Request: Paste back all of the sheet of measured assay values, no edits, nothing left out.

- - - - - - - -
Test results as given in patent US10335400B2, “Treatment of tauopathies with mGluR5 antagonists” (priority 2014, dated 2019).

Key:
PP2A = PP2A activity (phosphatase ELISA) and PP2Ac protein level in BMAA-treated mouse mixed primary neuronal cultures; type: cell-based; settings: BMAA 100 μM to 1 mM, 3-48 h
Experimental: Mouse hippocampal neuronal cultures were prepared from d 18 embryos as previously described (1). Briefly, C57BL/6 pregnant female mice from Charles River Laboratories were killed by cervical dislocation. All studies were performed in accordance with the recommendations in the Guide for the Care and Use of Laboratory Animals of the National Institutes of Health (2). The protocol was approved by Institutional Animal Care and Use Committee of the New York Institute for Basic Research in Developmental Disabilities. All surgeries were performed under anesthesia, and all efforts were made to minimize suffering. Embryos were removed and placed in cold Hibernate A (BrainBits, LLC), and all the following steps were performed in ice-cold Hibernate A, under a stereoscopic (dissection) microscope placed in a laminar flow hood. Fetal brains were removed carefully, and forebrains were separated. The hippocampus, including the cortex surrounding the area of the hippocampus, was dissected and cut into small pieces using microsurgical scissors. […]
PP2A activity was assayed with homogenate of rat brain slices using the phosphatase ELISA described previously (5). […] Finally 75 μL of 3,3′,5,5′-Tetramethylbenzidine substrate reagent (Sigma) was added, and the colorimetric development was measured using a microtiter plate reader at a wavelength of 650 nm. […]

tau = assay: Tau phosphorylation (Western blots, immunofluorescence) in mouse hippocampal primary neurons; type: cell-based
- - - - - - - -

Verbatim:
Test results as given in patent US10335400B2, “Treatment of tauopathies with mGluR5 antagonists” (priority 2014, dated 2019).

Key:
PP2A = PP2A activity (phosphatase ELISA) and PP2Ac protein level in BMAA-treated mouse mixed primary neuronal cultures; type: cell-based; settings: BMAA 100 μM to 1 mM, 3-48 h
Experimental: Mouse hippocampal neuronal cultures were prepared from d 18 embryos as previously described (1). Briefly, C57BL/6 pregnant female mice from Charles River Laboratories were killed by cervical dislocation. All studies were performed in accordance with the recommendations in the Guide for the Care and Use of Laboratory Animals of the National Institutes of Health (2). The protocol was approved by Institutional Animal Care and Use Committee of the New York Institute for Basic Research in Developmental Disabilities. All surgeries were performed under anesthesia, and all efforts were made to minimize suffering. Embryos were removed and placed in cold Hibernate A (BrainBits, LLC), and all the following steps were performed in ice-cold Hibernate A, under a stereoscopic (dissection) microscope placed in a laminar flow hood. Fetal brains were removed carefully, and forebrains were separated. The hippocampus, including the cortex surrounding the area of the hippocampus, was dissected and cut into small pieces using microsurgical scissors. […]
PP2A activity was assayed with homogenate of rat brain slices using the phosphatase ELISA described previously (5). […] Finally 75 μL of 3,3′,5,5′-Tetramethylbenzidine substrate reagent (Sigma) was added, and the colorimetric development was measured using a microtiter plate reader at a wavelength of 650 nm. […]

tau = assay: Tau phosphorylation (Western blots, immunofluorescence) in mouse hippocampal primary neurons; type: cell-based